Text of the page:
Saturday, April 21, 2012

Victory at Bomba

Mr Craig Clark, CEO of the Forest Oil Corporation
Mr Giorgio Mazzenga, of the Forest Oil Corporation, Italy

Citizens of a small town in Abruzzo, Italy win big in environmental governing body's decision against proposed gas extraction that would pollute pristine region's land, water, and air.
(1888PressRelease) April 13, 2012 - The people of Abruzzo, Italy have once again scored a giant victory in their David versus Goliath fight against Denver-based oil giant Forest Oil Corporation, in their quest to protect one of Europe's most biodiverse regions.

On April 10th, 2012, the Commission for Environmental Impact Evaluation in Abruzzo, headed by Mr. Antonio Sorgi, unanimously rejected gas drilling and refining plans as proposed by the Forest Oil Corporation, headed by CEO Craig Clark, after a prolonged awareness campaign involving residents and activists.

According to public documents, the American oil giant had begun considering drilling a first cluster of five gas wells, a refinery, and multiple waste pits back in 2008. The company had anticipated extracting a total of at least 50 billion cubic feet of natural gas containing high levels of hydrogen sulfide to be refined 200 meters from the nearest residence in Bomba, Abruzzo, population 900.

Bomba sits along the banks of a popular recreational lake by the Parco Nazionale della Majella, a scenic national park that draws local and international visitors due its pristine environment and breathtaking views. Its economy is largely driven by agriculture and tourism.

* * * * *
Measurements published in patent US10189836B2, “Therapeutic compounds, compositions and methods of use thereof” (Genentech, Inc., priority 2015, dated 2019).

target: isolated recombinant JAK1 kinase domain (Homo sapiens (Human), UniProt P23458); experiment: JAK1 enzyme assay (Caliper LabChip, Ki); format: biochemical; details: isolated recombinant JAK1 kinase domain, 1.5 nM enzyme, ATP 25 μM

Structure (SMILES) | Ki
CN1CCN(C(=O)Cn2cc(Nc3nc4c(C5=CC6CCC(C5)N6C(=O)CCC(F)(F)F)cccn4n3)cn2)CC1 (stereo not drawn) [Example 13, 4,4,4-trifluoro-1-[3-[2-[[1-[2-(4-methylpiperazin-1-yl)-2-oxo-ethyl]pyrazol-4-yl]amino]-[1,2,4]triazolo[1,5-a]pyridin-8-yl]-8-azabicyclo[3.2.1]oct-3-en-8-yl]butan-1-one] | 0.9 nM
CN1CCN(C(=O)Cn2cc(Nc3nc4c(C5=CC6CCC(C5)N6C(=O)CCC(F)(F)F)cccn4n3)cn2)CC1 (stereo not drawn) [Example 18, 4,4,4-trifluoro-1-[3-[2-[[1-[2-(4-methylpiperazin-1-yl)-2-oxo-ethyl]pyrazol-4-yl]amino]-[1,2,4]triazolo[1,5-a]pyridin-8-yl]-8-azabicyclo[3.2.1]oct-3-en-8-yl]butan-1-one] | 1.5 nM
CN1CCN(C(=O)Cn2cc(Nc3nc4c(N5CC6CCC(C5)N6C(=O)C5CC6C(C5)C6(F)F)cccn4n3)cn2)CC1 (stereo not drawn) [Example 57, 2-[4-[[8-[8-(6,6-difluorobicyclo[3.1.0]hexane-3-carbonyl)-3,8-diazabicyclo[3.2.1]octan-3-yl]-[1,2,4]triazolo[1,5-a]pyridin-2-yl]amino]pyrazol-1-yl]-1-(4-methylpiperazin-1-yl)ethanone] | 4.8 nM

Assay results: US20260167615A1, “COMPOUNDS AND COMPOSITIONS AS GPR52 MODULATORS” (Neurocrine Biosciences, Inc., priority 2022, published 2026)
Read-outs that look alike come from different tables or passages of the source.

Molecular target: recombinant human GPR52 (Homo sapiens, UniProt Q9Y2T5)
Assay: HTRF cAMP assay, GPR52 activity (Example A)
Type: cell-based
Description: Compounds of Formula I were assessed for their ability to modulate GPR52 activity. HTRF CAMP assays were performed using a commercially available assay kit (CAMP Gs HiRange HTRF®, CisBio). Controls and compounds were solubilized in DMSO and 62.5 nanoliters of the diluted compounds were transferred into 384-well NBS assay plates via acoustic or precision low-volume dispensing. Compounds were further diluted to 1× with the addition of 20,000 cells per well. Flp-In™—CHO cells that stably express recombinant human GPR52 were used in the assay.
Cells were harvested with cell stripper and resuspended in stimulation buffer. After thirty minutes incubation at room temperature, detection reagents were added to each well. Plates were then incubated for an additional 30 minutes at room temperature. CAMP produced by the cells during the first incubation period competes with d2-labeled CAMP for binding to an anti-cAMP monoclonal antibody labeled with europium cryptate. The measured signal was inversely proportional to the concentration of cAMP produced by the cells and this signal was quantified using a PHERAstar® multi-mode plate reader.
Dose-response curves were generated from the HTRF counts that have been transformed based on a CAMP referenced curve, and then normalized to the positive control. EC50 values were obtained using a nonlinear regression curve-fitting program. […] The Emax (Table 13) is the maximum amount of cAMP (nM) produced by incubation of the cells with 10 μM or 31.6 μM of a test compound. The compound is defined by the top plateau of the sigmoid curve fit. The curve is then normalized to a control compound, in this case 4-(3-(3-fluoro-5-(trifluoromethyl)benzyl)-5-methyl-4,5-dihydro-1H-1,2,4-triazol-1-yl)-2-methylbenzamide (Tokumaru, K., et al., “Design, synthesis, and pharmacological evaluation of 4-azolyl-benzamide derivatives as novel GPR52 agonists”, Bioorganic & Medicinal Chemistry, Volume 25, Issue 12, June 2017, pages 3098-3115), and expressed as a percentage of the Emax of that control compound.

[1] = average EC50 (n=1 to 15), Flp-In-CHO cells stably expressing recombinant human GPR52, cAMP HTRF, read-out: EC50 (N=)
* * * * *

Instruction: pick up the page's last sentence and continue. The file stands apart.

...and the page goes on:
Residents reacted strongly to drilling plans and uncovered Forest Oil Corporation's reports, according to which drilling could pose severe hydro-geological risks to a highly unstable, seismic area prone to subsidence and landslides. The project also called for the emission of pollutants from the refinery exceeding Italian legal limits, which would permeate the town center.
Official statements in opposition to drilling by the Forest Oil Corporation were filed by nineteen municipalities in the area, the Province of Chieti, the Catholic Church, the World Wildlife Federation, the Union of Merchants and Tourist Operators, and dozens of local organizations as well as the heirs of American author John Fante.

In a last-ditch effort to gather public support, executives from the Forest Oil Corporation visited Bomba in August 2011. They were confronted with incensed residents, who asked cogent questions that the Forest Oil executives were incapable of addressing. Later, the company stated that it was the first time in their 95-year history that they had received such informed and firm opposition from a local population.

The campaign to save Bomba is part of an ongoing effort to save Abruzzo, Europe's green heart, from turning into a giant oil field. The campaign has been largely coordinated by Professor Maria Rita D'Orsogna, a California resident with origins in Abruzzo. In the past five years, this international activism has led to the rejection of another oil field and refinery in Ortona, sponsored by Italian oil giant ENI, and of the Ombrina Mare oil rig proposed by Mediterranean Oil and Gas of London.

In a brazen act of defiance against Italian officials and the unanimous will of local population, the Forest Oil Corporation of Denver plans to appeal.